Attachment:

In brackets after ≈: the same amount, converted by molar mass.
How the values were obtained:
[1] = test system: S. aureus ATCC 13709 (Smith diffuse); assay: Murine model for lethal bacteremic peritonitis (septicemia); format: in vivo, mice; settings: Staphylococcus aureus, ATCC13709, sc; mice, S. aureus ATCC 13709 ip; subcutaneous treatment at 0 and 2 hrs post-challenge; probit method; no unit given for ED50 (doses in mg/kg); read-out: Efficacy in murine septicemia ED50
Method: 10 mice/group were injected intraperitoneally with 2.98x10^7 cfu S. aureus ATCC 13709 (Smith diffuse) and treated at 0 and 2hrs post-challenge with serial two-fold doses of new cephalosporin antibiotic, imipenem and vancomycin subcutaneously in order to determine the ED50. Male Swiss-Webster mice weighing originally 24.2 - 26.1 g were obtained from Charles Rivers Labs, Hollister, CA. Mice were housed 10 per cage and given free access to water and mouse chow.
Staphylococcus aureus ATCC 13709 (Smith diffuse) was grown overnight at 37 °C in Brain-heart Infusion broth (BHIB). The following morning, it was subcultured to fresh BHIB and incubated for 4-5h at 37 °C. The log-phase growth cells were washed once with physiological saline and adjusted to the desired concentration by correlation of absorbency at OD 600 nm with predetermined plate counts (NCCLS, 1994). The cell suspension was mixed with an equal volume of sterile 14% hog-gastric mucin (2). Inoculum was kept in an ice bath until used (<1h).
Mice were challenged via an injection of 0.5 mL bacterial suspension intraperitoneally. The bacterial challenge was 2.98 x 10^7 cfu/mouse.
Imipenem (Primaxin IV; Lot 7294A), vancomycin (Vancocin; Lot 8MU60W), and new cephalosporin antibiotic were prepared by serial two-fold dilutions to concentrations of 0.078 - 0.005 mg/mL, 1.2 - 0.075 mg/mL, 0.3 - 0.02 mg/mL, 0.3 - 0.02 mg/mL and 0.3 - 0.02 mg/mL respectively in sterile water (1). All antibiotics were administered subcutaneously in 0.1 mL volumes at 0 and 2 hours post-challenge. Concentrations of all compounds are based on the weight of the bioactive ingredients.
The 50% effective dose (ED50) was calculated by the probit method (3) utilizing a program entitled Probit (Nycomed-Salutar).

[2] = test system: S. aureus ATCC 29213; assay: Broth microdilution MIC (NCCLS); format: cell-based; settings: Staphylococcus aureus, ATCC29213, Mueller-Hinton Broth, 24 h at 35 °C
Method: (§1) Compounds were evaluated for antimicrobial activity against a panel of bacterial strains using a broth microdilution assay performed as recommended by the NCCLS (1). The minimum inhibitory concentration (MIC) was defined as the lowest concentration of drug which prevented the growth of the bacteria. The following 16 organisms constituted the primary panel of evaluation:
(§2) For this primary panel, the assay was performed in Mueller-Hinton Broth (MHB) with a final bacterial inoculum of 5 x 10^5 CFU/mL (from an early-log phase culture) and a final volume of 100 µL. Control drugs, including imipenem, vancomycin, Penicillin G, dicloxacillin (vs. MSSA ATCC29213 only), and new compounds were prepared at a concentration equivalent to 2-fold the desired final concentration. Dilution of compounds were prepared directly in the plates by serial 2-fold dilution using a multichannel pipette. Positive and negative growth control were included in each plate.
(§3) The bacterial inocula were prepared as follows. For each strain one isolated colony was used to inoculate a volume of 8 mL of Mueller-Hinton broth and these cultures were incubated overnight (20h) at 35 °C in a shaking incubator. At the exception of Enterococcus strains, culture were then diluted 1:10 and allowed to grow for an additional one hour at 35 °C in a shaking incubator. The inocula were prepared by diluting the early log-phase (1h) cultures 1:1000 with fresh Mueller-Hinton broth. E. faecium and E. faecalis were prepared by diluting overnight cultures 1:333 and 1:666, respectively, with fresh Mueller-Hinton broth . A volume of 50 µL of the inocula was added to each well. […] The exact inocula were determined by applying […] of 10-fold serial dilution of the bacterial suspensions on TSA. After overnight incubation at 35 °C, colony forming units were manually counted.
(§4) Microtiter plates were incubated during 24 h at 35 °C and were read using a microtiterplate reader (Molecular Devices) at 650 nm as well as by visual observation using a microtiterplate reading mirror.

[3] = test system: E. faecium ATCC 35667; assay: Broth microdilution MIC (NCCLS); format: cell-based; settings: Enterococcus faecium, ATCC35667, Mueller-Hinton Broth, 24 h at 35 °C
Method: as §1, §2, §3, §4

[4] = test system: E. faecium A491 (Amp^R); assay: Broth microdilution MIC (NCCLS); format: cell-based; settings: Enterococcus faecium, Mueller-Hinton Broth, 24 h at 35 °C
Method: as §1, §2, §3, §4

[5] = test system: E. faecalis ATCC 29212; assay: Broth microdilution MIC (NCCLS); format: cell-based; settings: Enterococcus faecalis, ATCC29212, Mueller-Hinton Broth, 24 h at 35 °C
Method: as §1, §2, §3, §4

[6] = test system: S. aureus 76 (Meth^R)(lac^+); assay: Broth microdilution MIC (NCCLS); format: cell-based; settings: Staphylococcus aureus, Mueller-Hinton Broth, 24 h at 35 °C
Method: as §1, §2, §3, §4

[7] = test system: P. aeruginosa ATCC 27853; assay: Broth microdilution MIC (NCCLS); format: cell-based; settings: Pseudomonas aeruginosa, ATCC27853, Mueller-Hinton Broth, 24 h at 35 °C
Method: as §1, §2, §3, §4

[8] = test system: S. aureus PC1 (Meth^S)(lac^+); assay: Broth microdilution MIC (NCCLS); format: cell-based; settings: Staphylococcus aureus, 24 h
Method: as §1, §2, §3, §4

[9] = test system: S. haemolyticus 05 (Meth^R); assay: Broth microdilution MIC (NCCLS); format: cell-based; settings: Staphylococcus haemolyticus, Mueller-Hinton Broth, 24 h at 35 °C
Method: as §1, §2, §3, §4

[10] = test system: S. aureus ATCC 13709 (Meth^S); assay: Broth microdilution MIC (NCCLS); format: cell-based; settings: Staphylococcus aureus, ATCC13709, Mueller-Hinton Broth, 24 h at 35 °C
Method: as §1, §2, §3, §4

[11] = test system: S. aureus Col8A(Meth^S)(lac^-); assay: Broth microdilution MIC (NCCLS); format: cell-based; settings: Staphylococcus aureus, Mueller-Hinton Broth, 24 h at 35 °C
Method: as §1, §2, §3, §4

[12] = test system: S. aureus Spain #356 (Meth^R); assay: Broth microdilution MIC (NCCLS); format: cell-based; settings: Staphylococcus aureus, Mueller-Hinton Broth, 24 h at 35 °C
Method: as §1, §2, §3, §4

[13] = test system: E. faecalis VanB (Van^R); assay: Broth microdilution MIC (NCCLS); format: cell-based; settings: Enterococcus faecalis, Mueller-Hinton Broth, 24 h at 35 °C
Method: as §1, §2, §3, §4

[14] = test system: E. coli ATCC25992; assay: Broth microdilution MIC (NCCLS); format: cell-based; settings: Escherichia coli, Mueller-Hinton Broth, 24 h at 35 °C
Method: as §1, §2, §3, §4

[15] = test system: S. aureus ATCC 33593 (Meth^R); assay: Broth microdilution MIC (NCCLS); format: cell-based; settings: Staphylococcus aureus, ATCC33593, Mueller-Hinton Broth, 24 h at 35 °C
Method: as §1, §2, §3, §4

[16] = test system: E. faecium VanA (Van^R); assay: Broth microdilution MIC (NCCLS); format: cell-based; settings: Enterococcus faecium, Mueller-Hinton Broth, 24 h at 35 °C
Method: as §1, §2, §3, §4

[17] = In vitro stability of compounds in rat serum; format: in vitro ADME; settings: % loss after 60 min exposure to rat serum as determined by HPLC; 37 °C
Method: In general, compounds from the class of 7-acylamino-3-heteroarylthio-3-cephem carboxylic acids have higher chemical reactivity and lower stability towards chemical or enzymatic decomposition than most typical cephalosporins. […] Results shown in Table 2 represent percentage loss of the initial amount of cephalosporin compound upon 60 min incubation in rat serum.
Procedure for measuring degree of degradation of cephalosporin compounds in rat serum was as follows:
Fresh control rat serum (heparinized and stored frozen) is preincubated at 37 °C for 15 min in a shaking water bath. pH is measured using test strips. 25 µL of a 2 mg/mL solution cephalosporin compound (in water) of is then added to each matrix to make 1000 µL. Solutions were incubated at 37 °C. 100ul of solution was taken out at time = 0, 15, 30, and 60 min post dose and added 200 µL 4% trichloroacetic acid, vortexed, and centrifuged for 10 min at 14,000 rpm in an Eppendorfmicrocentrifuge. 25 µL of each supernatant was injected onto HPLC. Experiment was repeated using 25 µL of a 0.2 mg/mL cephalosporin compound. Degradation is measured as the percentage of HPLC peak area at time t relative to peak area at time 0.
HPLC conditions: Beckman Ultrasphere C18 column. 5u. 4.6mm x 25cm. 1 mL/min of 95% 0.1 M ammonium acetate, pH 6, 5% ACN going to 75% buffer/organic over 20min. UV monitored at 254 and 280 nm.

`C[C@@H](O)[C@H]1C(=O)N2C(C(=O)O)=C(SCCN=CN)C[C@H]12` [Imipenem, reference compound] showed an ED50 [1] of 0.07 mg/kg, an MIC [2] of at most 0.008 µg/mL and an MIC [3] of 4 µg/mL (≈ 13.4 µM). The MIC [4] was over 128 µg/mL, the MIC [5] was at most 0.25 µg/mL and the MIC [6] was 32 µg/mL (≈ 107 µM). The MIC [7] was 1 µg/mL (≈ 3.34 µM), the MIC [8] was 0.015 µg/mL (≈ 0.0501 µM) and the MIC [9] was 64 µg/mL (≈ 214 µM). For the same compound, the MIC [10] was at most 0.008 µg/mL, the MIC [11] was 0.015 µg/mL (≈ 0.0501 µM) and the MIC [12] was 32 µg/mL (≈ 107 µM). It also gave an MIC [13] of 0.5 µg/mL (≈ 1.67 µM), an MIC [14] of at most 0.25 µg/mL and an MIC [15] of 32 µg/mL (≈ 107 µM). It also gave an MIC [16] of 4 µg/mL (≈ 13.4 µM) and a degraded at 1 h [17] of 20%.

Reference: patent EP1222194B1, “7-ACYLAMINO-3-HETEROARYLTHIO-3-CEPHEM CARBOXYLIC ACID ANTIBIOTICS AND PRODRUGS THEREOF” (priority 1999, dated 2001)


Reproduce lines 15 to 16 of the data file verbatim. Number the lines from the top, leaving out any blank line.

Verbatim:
Method: as §1, §2, §3, §4

[4] = test system: E. faecium A491 (Amp^R); assay: Broth microdilution MIC (NCCLS); format: cell-based; settings: Enterococcus faecium, Mueller-Hinton Broth, 24 h at 35 °C